Skip to Content

How To Hold a Badminton Racket The Right Way: Complete Guide

With an estimated 220 million participants worldwide, badminton ranks as the second-most popular sport in the world, behind only soccer. Its roots can be traced to late 19th century India and British soldiers returning home brought the sport with them back to Europe where it was warmly embraced. Eventually, it became an Olympic sport in 1992 and badminton continues to flourish to this day.

A couple of reasons why badminton is so popular is because it is so accessible and easy to pick up. But as with all sports, it is important to master the fundamentals, and for badminton, it all starts with studying the proper techniques for holding the racket and getting comfortable with the basic grips. A few key principles are all you need to learn so keep reading to get started on your new badminton journey.

How To Hold a Badminton Racket: The Right Way

Learning how to hold a badminton racket the right way actually consists of two equally important parts. First, there is the process of mastering the proper techniques for grasping the racket in your hand.

This entails correctly positioning the fingers and the palm of your hand around the racket handle and gripping it with just the right amount of pressure.

Grasping a badminton racket with proper form is essential to advancing to the second part of holding a badminton racket, which is learning the different ways to grip the racket handle to perform certain types of shots.

Only once you are comfortable with holding a badminton racket can you then learn the various grips that are needed to play the game at a proficient level.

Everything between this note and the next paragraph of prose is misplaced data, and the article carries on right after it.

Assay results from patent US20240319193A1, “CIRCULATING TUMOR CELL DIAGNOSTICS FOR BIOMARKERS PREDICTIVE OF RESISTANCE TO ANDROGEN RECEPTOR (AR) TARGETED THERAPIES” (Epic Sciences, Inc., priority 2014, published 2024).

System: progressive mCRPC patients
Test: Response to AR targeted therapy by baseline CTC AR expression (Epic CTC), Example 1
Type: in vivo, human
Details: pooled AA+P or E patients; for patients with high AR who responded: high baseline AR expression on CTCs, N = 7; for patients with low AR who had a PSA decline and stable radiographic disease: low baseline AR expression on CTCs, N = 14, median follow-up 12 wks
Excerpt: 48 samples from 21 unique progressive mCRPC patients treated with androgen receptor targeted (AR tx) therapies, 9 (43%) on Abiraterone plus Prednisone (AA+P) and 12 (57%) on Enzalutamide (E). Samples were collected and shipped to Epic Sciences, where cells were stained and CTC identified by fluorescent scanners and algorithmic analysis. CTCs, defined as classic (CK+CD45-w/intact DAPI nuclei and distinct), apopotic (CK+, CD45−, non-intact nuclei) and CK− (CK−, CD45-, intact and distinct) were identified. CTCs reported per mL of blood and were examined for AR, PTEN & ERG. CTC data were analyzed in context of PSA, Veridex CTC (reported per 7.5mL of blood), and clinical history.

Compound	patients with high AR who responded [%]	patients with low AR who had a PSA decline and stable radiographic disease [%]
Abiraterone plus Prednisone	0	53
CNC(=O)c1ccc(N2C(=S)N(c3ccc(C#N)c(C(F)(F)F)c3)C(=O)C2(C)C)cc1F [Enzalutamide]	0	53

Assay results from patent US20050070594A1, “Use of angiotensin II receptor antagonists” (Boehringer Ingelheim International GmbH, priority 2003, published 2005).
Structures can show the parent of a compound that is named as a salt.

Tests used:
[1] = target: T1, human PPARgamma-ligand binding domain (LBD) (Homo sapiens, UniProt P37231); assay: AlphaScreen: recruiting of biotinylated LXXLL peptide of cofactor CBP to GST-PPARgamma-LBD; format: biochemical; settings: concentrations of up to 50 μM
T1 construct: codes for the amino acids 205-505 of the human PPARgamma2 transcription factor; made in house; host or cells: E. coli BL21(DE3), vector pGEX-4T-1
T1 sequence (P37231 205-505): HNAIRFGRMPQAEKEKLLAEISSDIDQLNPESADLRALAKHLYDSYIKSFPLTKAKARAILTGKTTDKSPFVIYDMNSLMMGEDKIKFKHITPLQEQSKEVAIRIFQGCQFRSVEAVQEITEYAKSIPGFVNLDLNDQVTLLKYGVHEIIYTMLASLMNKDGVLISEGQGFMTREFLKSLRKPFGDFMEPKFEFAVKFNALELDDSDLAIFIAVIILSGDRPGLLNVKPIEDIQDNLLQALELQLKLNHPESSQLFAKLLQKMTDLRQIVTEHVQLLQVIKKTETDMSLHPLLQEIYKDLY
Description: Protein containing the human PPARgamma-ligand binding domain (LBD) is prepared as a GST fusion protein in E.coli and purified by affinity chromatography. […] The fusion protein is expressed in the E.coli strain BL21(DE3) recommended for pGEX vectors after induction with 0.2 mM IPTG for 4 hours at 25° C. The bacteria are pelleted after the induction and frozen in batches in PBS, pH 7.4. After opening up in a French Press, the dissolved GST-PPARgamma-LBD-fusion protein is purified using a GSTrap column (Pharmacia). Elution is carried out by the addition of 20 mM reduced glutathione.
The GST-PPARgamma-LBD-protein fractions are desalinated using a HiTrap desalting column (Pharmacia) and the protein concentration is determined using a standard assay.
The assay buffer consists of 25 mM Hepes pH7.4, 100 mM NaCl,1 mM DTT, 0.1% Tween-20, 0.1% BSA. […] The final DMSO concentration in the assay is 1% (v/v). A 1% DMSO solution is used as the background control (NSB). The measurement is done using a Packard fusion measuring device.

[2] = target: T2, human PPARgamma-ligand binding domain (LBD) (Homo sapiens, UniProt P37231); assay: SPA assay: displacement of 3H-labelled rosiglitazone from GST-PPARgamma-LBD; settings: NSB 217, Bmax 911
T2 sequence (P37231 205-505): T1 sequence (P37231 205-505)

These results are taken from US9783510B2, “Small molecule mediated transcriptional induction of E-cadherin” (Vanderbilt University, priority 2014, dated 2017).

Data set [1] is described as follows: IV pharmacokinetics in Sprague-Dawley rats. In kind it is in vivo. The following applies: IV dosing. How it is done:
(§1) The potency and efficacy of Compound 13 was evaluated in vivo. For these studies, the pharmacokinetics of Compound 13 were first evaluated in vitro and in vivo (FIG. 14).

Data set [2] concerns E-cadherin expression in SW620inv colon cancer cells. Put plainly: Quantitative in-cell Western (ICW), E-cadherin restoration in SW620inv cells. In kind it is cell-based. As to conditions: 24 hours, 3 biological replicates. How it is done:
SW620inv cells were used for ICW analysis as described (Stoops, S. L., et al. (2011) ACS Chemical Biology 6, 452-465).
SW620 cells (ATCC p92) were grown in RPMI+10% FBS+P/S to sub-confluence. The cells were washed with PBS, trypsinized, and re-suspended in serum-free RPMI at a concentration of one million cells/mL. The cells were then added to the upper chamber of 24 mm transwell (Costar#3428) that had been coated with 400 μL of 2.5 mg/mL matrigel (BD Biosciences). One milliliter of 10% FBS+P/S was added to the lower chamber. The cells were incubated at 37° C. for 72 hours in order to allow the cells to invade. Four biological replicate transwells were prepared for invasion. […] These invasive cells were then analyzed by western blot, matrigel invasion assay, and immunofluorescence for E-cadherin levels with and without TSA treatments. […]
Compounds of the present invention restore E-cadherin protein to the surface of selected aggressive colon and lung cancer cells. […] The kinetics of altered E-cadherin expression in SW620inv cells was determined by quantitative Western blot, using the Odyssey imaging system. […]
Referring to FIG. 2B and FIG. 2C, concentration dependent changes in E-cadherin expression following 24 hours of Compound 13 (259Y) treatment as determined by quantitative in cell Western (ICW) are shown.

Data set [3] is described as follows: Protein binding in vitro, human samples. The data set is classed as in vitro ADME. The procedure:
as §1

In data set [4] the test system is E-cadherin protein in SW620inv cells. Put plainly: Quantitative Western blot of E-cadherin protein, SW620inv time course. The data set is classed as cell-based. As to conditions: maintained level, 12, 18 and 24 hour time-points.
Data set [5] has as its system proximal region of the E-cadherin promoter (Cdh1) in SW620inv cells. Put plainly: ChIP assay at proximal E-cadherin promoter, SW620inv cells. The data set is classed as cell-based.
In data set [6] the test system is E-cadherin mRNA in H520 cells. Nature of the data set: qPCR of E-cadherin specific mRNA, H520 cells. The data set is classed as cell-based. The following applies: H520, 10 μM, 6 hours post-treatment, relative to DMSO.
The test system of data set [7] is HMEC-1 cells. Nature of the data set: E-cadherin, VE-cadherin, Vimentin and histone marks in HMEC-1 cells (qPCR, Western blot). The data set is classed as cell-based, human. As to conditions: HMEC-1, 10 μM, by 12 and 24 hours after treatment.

Here’s a basic overview of holding a racket with more grips and styles below:

We got our Baden Badminton Set Here on Amazon for a good deal and it’s put up with a good beating and still works for us. I recommend starting your search there.

Holding a Badminton Racket Is Like Shaking Someone’s Hand

There is far more to playing badminton than picking up a racket, grabbing the handle, and swinging away. To play at any level, be it recreationally with friends and family or on an organized, highly competitive stage, the first step you must take is learning how to hold the racket handle in your hand.

A badminton racket handle has a series of alternating wide and narrow sides that are known as bevels. In fact, if you look at the handle from its end you will see that the bevels form an octagonal shape and it is this unique design that enables a badminton racket to be held and used with a tremendous degree of control and agility.

Here are some key tips for holding a badminton racket handle the right way:

  • Of the five fingers on your hand, only the thumb, index, and middle fingers are used to control the racket
  • Your ring finger and pinky should grasp the handle so as to counterbalance the badminton racket’s weight
  • The bottom of the handle should align with the base of your palm
  • It is the combination of finger and wrist action that generates power in a badminton shot and not necessarily the bicep and shoulder muscles

A popular method for beginners to familiarize themselves with the proper way of holding a badminton racket is to imagine that the handle is someone’s outstretched hand and you are about to engage in a friendly handshake (source).